The High Court has refused to order compliance with a data subject access request on the basis that it was made for an improper purpose, and where the search required to locate documents would not be reasonable or proportionate.

Facts

Individuals often submit data subject access requests to their current or former employers under s.7 Data Protection Act 1998 (DPA 1998) in order to obtain documents in connection with some broader dispute, such as grievances, disciplinaries or even ongoing litigation. Complaints about subject access requests can be made to the Information Commissioner's Office (ICO) or to the County/High Court.  The Courts have generally declined to order compliance with subject access requests made for improper purposes (such as to obtain documents in connection with litigation). In contrast, the ICO has underlined its views that the right to make a request is "purpose blind", although in practice enforcement action on the part of the ICO is rare.

In this case, the claimants were in dispute with a trustee company based in the Bahamas. The claimants submitted individual subject access requests to the trustee's solicitors based in the UK, seeking copies of all personal data held by the solicitors relating to them. When the solicitors declined to comply with the request, the claimants applied to the High Court for an order requiring compliance.

The High Court declined to exercise its discretion to order the solicitors to comply with the subject access requests. In reaching this decision, the Court considered that the requests had been made with the improper motive of seeking documents in connection with the litigation against the trustee in the Bahamas, as opposed to any proper purpose connected with the protection of their privacy.   The Court also accepted the solicitors' contention that most if not all of the documents which they processed containing the claimants' personal data were exempt from disclosure on the basis of the legal privilege exemption set out in the DPA 1998. The Court was prepared to interpret this exemption broadly. Significantly, the Court went on to follow an earlier decision in which it held that a 'reasonable and proportionate' search for personal data was sufficient to comply with a subject access request, despite the fact that this qualification does not appear in the DPA 1998 and that the ICO has openly disagreed with this perspective. Applying this principle to the present case, it was not reasonable and proportionate for the solicitors to conduct a review of all of their files to ascertain if any personal data was being processed outside of the boundaries of privilege.  It is understood that this decision is subject to an appeal.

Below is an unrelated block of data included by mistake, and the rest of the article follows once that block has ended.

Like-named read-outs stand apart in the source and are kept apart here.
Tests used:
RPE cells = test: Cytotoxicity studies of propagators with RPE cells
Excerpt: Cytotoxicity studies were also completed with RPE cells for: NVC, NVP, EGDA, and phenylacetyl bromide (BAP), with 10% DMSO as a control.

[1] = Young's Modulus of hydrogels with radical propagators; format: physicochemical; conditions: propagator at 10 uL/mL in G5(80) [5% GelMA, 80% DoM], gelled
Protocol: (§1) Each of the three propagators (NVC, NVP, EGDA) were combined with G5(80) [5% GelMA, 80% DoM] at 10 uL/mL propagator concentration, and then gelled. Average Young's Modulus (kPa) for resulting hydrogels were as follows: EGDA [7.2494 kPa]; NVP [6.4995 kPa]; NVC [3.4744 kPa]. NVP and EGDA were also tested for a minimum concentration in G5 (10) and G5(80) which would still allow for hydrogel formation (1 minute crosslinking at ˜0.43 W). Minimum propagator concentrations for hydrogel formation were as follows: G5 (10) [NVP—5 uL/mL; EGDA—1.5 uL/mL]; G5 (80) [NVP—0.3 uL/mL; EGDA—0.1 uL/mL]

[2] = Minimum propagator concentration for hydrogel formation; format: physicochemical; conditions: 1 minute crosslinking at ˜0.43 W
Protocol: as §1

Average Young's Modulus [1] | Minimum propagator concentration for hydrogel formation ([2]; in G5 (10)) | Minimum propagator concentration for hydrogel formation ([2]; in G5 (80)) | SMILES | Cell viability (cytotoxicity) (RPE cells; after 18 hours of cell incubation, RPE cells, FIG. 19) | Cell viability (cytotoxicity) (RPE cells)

What does this mean for employers

 Employers are often vexed at the prospect of undertaking the time-consuming and costly exercise of searching for documents containing an individual's personal data in response to a subject access request, particularly where the request is being made in the context of some broader dispute between the parties. This decision provides further scope for employers to take a pragmatic approach when responding to requests made in this context, taking account of the individual's motive for making the request and also whether a reasonable and proportionate search for the personal data is possible.

Dawson – Damer and others v Taylor Wessing LLP and others